In Senate estimates hearings last week (they only put the transcript up today, large pdf):
Senator MASON [shadow minister for universities] —Andrew Norton wrote an interesting article the other day opposing the establishment of a national regulator. I often agree with Andrew, but can I—
Senator Chris Evans [minister for tertiary education] —I am writing a response so I will send it to you.
Senator MASON—Very good, Minister.
Evans’ key response to my article is this passage:
Some have claimed that the move to a national regulator is an attempt by the Commonwealth to reach through the university gate to take away the academic freedom that is central to university life. Some have argued that the creation of a national regulator will open the door to political intrusion into universities’ affairs. My view is that precisely the opposite will happen.
Operating at arm’s length from the government of the day, TEQSA will act as a bulwark against inappropriate political inference. I expect that TEQSA will vigorously protect its independence.
The legislation I released last week explicitly prohibits a minister giving directions to an institution, precisely to ensure that regulatory decisions are made free from political interference.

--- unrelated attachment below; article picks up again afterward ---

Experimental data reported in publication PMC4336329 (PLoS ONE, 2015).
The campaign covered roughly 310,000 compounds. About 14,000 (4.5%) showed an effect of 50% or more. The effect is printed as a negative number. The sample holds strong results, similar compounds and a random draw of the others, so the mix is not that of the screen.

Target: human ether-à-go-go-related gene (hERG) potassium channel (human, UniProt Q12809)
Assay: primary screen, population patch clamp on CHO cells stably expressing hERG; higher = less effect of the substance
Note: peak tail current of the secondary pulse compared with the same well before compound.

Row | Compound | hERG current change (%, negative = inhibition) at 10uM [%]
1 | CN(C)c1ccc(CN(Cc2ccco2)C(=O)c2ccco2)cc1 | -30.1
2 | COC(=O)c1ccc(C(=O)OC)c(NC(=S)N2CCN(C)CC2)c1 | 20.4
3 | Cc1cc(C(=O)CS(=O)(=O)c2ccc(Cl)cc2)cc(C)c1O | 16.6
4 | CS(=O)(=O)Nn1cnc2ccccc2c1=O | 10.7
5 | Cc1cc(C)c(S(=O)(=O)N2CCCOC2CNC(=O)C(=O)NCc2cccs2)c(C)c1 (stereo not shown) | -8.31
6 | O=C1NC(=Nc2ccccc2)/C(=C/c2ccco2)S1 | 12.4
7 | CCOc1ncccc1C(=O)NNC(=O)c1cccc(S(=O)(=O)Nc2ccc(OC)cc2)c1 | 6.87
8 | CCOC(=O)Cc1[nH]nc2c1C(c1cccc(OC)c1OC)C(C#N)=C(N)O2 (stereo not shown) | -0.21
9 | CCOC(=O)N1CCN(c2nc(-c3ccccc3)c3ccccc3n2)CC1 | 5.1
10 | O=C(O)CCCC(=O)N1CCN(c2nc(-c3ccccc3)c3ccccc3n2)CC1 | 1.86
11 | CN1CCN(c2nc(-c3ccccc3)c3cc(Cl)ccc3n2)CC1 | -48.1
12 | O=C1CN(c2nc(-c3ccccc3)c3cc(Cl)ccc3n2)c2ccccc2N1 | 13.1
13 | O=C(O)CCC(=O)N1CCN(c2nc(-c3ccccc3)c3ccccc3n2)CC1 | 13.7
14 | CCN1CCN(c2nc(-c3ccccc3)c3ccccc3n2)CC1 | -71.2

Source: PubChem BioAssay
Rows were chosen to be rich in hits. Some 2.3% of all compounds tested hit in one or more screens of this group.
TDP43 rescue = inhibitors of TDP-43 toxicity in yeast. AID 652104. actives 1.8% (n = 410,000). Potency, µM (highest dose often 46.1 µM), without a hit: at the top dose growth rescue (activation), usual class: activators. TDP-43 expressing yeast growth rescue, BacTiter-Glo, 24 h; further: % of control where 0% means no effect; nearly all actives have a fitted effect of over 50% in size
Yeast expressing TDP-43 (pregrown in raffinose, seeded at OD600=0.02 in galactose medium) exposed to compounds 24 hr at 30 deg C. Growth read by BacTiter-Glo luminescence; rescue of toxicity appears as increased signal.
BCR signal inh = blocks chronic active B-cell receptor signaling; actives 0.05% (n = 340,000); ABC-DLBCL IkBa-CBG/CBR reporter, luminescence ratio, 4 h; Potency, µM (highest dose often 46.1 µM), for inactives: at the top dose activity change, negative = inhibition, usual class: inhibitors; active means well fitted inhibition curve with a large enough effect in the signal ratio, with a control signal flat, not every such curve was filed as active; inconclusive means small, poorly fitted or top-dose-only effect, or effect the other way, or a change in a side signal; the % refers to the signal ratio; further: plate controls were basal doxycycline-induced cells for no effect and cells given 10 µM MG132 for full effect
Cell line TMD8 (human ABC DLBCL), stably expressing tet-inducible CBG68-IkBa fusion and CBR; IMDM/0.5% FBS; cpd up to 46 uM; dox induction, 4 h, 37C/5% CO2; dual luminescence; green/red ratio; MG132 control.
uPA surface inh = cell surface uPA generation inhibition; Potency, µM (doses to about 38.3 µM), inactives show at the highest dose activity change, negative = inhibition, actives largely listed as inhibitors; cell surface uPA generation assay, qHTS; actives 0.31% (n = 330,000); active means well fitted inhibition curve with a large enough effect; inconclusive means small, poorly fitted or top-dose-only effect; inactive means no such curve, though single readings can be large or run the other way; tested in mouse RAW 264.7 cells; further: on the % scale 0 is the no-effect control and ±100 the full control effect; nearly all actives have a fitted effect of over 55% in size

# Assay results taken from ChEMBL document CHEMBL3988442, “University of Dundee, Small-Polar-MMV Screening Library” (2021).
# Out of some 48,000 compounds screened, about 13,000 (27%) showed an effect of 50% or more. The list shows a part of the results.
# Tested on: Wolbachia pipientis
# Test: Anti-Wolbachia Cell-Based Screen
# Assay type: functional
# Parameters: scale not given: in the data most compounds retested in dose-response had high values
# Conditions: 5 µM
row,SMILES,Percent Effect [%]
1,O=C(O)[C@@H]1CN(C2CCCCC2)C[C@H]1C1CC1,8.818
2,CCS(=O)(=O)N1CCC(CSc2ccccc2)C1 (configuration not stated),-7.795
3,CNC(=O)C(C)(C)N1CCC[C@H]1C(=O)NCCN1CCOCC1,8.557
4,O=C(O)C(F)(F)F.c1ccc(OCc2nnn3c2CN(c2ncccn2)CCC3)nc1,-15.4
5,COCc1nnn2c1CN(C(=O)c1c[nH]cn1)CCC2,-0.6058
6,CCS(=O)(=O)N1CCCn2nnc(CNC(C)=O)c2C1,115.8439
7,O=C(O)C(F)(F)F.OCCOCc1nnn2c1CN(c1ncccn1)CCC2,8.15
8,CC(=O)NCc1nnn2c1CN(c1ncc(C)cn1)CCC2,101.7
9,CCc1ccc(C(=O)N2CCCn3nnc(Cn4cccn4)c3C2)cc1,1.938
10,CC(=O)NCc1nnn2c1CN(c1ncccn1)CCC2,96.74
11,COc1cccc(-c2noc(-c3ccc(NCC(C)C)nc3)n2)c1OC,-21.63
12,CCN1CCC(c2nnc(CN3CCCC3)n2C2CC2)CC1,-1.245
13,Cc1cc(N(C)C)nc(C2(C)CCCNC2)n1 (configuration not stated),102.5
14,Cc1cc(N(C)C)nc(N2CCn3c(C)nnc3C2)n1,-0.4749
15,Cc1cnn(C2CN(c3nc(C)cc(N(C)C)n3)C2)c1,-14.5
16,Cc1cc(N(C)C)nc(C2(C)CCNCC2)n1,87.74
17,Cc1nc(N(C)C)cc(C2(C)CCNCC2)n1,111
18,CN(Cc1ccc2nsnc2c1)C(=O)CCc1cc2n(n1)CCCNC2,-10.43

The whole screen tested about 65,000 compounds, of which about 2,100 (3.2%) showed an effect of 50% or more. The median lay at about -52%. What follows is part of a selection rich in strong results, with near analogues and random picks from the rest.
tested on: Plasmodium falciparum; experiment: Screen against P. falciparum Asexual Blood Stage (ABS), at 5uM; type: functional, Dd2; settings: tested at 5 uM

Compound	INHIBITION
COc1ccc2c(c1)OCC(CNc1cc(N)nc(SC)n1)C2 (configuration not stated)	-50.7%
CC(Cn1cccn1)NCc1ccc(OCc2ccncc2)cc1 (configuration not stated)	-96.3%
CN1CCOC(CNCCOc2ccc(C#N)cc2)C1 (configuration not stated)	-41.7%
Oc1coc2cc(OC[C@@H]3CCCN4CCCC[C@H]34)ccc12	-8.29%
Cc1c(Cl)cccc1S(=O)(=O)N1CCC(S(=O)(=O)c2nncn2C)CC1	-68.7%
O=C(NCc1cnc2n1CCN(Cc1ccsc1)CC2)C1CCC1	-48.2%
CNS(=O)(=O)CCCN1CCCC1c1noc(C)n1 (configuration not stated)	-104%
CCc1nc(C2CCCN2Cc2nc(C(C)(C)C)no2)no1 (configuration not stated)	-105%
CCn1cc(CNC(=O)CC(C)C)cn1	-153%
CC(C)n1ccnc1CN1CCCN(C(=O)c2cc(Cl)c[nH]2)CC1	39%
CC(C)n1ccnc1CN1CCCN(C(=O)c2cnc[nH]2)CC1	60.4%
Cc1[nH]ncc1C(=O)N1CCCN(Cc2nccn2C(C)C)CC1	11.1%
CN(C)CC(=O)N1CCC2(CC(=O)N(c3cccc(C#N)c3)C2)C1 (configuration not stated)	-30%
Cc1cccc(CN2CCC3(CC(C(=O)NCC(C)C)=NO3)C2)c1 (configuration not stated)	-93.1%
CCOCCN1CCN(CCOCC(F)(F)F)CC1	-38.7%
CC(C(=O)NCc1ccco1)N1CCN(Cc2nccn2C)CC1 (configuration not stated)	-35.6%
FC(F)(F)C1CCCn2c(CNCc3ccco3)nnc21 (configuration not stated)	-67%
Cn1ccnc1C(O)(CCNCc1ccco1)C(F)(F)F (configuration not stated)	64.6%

I don’t think Evans is likely to interfere with academic freedom in a politicised way (though the standards he creates will limit what universities can do). My article was about what possibilities TEQSA opens for others who will want to pursue their political agendas through the regulator.
The key regulatory mechanism will be Higher Education Standards Framework, which will include academic standards. Under the TEQSA legislation, the Framework is not made independently of the minister, it is made by minister on the advice of Higher Education Standards Panel, which he or she appoints, and TEQSA, whose senior officers the minister also appoints, and state ministers who have no veto power.
So really we are relying very heavily on ministers (and the cabinets that instruct them) respecting the tradition of academic freedom. The legal mechanisms create some procedures ministers have to follow, but ultimately put the minister in a position of very great power. My judgment is that this is not a risk worth taking.